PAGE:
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experienced philanthropist , associated with More , Raleigh , Bacon , Hampden , Sydney , Miltou , Fox and Franklin . ¦ ¦ , ** Of the folly and wickedness of that usurpation which attempts to hold in bondage the understanding and the conscience , and with bold and
impious intrusion to interpose between the mind of man and its Creator , lie was deeply sensible . His views of religious liberty were the enlarged and enlightened principles of the Christian philosopher . Those principles * who could illustrate or defend
like him ! How often , while dwelling on this theme , has he filled our hearts with admiration , and poured light and conviction on minds , the profoundness of whose ignorance , and the inveteracy of whose prejudices , have served but to brighten the glory of his
victory ! How often has his mild and dignified rebuke shamed the political religionist , and the religious bigot , from their unhallowed purposes , and taught the friends of the abolition of all pains and penalties inflicted on account of religion , that in enlisting
him in their cause , they engaged not an advocate merely , but a man—acquainted with the principles of his own nature , honouring and . fearing his God , and , therefore , respecting and holding sacred the rights of his creatures .
" After the slumber of years , the monster Persecution , as if roused by the strange sounds which were at tliat time heard in a neighbouring coantry 9 started from its lair , and issued forth ,
with fangs already died in blood , to its wonted work . Its first step ( for it never moves but to destroy ) was death ; but that first step caught the eye of Rom illy , watchful from his elevated station for the welfare of his
race , and the cry of its first victim reached across the ocean to his ear . It was as if , in reward for his unexampled efforts in the cause of benevolence , the God of mercy had armed that man with a portion of his own power . He spake—the monster paused : —he stretched out his hand to crush it—it was no more .
" Ami now he himself is silent in the dust * His purposes and his works * are brought to a sudden and mournful termination . That he whose reason
was so clear and strong ; whose views were ko enlarged ; whose feelings were ao generous ; whose passions were so well controlled ; whose heart , the discipline of so many years of joy and sorrow and vicissitude and privation should seem to have trained to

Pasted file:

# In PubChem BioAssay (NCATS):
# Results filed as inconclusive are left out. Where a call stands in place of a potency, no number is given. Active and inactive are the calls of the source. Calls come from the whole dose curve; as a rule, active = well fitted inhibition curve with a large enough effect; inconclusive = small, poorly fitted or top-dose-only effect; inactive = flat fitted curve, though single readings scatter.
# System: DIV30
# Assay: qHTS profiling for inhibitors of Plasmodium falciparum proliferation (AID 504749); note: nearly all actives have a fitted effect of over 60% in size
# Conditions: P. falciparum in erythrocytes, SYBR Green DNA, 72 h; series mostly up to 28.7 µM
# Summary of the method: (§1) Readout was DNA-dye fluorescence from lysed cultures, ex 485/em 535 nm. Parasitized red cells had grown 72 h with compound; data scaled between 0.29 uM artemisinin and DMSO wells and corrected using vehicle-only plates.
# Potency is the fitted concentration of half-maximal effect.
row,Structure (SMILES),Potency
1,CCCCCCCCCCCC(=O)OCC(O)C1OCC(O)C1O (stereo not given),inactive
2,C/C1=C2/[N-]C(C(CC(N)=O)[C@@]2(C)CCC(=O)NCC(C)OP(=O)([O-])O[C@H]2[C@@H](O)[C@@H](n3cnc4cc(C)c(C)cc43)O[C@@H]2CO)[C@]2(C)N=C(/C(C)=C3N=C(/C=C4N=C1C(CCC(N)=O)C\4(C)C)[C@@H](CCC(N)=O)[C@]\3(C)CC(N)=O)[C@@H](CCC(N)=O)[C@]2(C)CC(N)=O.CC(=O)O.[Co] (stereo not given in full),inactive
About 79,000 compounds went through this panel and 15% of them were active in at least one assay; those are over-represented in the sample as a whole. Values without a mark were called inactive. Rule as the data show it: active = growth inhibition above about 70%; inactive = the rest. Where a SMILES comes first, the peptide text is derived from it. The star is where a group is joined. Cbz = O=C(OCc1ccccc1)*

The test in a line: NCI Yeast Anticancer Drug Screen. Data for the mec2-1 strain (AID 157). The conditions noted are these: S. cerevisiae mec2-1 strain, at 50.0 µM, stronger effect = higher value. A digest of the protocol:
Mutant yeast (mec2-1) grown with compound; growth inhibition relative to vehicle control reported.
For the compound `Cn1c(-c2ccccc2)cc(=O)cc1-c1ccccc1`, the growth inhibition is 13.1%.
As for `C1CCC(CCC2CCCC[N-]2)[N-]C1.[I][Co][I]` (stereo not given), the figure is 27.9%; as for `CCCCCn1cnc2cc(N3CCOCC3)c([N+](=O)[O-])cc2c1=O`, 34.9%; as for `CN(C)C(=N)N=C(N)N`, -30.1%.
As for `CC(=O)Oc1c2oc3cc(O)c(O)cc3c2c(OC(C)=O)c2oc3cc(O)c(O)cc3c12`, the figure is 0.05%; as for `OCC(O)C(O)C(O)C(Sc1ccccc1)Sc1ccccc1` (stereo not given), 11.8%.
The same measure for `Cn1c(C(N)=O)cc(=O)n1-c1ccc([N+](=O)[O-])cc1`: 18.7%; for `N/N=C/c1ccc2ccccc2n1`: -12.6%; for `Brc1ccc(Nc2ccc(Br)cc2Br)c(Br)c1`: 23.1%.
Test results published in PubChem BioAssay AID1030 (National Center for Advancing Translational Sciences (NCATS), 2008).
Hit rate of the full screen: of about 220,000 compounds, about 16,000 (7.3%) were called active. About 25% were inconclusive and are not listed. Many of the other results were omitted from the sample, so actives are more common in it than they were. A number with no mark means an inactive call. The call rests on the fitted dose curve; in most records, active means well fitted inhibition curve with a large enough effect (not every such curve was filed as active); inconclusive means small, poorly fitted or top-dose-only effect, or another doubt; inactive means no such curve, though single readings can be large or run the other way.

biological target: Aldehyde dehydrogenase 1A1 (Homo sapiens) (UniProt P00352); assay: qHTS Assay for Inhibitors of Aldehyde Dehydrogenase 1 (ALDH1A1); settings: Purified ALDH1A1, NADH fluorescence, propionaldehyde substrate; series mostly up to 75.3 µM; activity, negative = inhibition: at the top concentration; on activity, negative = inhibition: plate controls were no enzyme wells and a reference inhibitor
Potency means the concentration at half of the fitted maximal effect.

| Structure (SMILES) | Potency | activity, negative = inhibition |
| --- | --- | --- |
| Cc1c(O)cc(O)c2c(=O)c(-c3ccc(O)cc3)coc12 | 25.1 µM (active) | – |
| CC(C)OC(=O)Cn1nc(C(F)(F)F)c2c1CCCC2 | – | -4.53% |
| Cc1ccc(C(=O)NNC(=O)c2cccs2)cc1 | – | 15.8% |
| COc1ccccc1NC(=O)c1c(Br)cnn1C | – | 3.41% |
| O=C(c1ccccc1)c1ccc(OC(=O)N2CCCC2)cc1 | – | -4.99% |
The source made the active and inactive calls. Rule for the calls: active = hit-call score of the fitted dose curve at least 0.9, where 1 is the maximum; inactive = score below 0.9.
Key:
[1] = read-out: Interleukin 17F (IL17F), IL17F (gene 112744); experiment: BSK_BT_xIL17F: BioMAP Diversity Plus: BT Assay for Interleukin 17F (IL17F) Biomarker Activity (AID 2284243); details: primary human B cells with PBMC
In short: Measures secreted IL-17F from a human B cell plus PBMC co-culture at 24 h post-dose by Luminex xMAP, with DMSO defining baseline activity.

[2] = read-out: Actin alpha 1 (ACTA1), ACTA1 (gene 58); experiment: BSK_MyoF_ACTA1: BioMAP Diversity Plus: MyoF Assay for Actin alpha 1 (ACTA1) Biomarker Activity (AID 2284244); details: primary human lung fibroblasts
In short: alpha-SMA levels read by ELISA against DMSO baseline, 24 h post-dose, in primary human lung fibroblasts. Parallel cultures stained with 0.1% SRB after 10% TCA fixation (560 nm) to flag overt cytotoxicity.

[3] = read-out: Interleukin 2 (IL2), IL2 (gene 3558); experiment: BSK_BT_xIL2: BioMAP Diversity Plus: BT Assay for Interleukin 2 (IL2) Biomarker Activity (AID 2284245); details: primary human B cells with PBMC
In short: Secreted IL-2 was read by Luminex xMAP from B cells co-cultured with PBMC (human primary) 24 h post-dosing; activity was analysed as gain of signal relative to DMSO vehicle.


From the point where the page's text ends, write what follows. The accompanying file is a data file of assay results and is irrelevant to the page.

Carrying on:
endurance , should have been unable to sustain the calamity with which he was visited , terrible as it was , may appear inexplicable . But if we do not know from experience , we may learn sufficiently from example , the utter impotence of philosophy when the bitterness of sorrow invades the
heart , and especially when it is made to see and feel and . dwell upon that desolation , which the withering hand of death can produce , and near winch no hope of earthly origin can take root and blossom . And religion , where was thy sustaining energy ;
where were thy divine consolations ? Was he a stranger to thy nature ? Did be not know thy sweetness and thy power ? He did . At the throne of his heavenly Father he was a secret , and there is every reason to believe , a devout worshiper ; and in his closet ,
when no earthly eye was on him , his thoughts ascended above the things of earth , and dwelt on immortality . * This we know . But why that fever of the brain should have been permitted to assail htm , arid suddenly and
completely to obliterate from his mind all memory that he was a father , a patriot and a Christian , we do not know . It becomes us to be still , and to remember that there is One who knoweth the end from the beginning .
" And we need all the consolation which this truth is capable of imparting . We were looking forward with delight to the exertions of this highlygifted individual , in the approaching meeting of the legislators of our
coun-* There were found among * the private papers of this admirable man several prayers in his own hand-writing-, which appear to have been composed by himself , and to have been used by him in his private devotions , together with some papers
containing his reflections on various religious topics , so as to place , beyond all question , the fact , that his mind , wonderfully as it was occupied , was not inattentive to subjects of this nature . This I have learnt from authority , upon the correctness , of which I can depend , "
Conclusion of a Sermon on the Death of Sir Samuel JRomilly . \ 5
Monthly Repository (1806-1838) and Unitarian Chronicle (1832-1833), Jan. 2, 1819, page 15, in the Nineteenth-Century Serials Edition (2008; 2018) ncse.ac.uk/periodicals/mruc/issues/vm2-ncseproduct1768/page/15/